compare and contrast

This is “spring break.” Funny thing is that outside it’s snowing, with up to a foot of snow predicted to accumulate. And when I refer to “outside” I’m talking about “outside of my office window.” It is an odd scene to be describing on a day that is supposed to be both “break” and “spring.” But I’m not here with any kind of resentment. Karyn’s working on fixing the world, starting a campaign to open a neighborhood school that was closed a couple of years ago, which leads to our own neighborhood school’s seam bursting overpopulation. The girls are in said school, learning as best they can as they watch the snow fall outside and while crammed should to shoulder with all the other children in that room. (Like Karyn, they’re also fixing the world, but at a more preliminary stage. They think they’re “just” learning to read, to add, and to get along with one another.)

For my “spring break,” I get to engage in a few different activities. I have papers to organize, interviews to conduct, writing to engage in, letters of recommendation to send away, and some applications to review. It’s all stuff I’m looking forward to doing, and the week suddenly seems like a mini-sabbatical. I’ll save the opportunity to set foot on Southern Utah slickrock for May.

The most pressing and contrasting activities of the week, though, are hosting school visits in which I get to play science for various classes. Most of these are middle school students, but today I had two classes of preschoolers, courtesy of “Miss Pat.” I’ve said before that I would do anything for Miss Pat, simply because she is the living definition of wonderful and perseverant all mixed together*. But this call isn’t really a strain of any kind. She brings me little children with matching t-shirts (so they don’t get lost) who say things like “oooooooh!!” and “maybe it will blow up!” and “I want to stay here forever!” And then they cheer for me, say thank you, shake my hand and give me high fives. They start singing songs as they walk up the stairs to the bus.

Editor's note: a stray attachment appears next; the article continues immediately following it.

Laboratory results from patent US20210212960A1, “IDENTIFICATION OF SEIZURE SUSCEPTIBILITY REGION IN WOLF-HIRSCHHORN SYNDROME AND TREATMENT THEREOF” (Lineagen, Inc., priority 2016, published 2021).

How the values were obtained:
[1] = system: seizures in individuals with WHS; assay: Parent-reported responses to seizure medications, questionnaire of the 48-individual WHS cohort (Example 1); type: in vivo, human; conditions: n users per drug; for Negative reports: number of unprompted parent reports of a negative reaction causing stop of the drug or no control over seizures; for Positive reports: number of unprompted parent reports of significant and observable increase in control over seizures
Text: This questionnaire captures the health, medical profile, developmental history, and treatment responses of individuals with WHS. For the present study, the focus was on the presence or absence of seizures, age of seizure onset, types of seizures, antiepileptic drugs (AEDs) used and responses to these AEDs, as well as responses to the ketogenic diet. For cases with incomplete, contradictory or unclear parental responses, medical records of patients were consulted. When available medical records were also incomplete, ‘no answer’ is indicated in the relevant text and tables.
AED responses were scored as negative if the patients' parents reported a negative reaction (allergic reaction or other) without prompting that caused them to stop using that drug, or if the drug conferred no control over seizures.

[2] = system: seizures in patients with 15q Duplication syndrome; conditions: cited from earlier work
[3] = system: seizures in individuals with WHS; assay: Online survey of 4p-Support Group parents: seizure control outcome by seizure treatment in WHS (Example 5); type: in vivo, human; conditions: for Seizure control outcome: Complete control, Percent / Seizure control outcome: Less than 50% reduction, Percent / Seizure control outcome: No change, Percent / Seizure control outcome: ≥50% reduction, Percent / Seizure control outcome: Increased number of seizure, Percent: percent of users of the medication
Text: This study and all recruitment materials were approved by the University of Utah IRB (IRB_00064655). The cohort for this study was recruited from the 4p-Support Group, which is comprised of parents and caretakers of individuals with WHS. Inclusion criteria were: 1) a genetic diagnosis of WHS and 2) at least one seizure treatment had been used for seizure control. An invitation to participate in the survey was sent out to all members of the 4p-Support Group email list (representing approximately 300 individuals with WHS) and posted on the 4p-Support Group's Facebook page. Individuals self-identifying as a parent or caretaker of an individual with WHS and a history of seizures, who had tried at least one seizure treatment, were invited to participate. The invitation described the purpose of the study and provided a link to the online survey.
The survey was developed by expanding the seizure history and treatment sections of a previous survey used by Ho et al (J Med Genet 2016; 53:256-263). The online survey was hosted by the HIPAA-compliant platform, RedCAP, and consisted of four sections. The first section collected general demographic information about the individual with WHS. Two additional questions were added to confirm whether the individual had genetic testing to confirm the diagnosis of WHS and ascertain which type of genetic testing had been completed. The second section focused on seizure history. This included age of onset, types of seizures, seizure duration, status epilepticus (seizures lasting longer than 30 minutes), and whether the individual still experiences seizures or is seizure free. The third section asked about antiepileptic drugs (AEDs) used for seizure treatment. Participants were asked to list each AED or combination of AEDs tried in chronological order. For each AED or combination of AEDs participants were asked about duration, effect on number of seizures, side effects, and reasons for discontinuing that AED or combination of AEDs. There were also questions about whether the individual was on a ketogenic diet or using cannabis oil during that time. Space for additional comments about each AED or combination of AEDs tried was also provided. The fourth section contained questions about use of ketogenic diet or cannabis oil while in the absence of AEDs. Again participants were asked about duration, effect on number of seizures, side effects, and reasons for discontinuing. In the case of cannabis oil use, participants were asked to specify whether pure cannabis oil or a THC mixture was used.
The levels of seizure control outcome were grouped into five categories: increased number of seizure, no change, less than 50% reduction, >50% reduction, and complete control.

So there’s the real essence of goodness in life, me playing with toys that I marvel at even now, sharing that with kids who have the same enthusiasm but better expressed as a bursting-at-the-seams of their undersized selves in oversized college seats. Then, immediately after that I get to go learn to use the new “scanning electron microscope,” or SEM. It’s the kind of device that gave you the image of the roughness of the leg of a fly when you were in school 20 years ago, and you (if you were me) wondered how amazing it would be to be able to use such a thing. And now I get to. And, like the 4-year-olds, I say things (to myself, so as not to scare the other scientists) “oooooooh!” and “maybe it will blow up!” and “I want to stay here forever!” My “job,” the one I get to do over spring break, is to play with stuff, some on the scale of nanometers, and some on the scale of about 1-meter-tall sitting in the lecture hall and sharing the amazement with me that the soccer ball and the bowling ball both hit the floor at the same time.

And now I need to catch my own bus, singing a song as I walk out the door.


* A breast cancer survivor and living with multiple sclerosis, Miss Pat still teachers two different classes of pre-schoolers with the energy of an 18-year-old, and inspires wonder, kindness, and cuteness in them all. If you’re having a hard time getting out of bed in the morning, think of the underpaid and chronically fatigued preschool teacher who is about to play on the ground with 4-year-olds, and then get your own sad ass out the door and do your part.


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